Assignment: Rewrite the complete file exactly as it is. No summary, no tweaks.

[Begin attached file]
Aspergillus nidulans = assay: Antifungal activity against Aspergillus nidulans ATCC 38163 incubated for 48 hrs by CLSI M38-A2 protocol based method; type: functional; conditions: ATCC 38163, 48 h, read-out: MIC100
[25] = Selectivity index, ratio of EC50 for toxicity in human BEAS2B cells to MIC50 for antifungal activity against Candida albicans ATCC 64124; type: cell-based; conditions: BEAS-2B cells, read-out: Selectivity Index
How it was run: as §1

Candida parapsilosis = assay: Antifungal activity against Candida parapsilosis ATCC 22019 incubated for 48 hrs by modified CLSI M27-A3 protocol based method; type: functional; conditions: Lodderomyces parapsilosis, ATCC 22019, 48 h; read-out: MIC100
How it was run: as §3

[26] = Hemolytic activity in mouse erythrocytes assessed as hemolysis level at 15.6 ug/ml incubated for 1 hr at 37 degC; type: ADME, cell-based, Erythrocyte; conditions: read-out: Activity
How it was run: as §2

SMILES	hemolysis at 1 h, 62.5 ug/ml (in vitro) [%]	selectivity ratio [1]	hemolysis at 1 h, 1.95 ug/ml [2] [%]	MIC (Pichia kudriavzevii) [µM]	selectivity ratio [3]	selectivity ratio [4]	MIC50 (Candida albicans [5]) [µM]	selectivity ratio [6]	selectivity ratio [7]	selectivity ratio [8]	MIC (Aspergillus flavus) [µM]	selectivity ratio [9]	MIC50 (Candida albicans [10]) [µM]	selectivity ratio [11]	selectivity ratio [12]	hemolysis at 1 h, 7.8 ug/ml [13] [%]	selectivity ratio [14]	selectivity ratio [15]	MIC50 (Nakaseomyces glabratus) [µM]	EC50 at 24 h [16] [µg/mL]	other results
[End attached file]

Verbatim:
Aspergillus nidulans = assay: Antifungal activity against Aspergillus nidulans ATCC 38163 incubated for 48 hrs by CLSI M38-A2 protocol based method; type: functional; conditions: ATCC 38163, 48 h, read-out: MIC100
[25] = Selectivity index, ratio of EC50 for toxicity in human BEAS2B cells to MIC50 for antifungal activity against Candida albicans ATCC 64124; type: cell-based; conditions: BEAS-2B cells, read-out: Selectivity Index
How it was run: as §1

Candida parapsilosis = assay: Antifungal activity against Candida parapsilosis ATCC 22019 incubated for 48 hrs by modified CLSI M27-A3 protocol based method; type: functional; conditions: Lodderomyces parapsilosis, ATCC 22019, 48 h; read-out: MIC100
How it was run: as §3

[26] = Hemolytic activity in mouse erythrocytes assessed as hemolysis level at 15.6 ug/ml incubated for 1 hr at 37 degC; type: ADME, cell-based, Erythrocyte; conditions: read-out: Activity
How it was run: as §2

SMILES	hemolysis at 1 h, 62.5 ug/ml (in vitro) [%]	selectivity ratio [1]	hemolysis at 1 h, 1.95 ug/ml [2] [%]	MIC (Pichia kudriavzevii) [µM]	selectivity ratio [3]	selectivity ratio [4]	MIC50 (Candida albicans [5]) [µM]	selectivity ratio [6]	selectivity ratio [7]	selectivity ratio [8]	MIC (Aspergillus flavus) [µM]	selectivity ratio [9]	MIC50 (Candida albicans [10]) [µM]	selectivity ratio [11]	selectivity ratio [12]	hemolysis at 1 h, 7.8 ug/ml [13] [%]	selectivity ratio [14]	selectivity ratio [15]	MIC50 (Nakaseomyces glabratus) [µM]	EC50 at 24 h [16] [µg/mL]	other results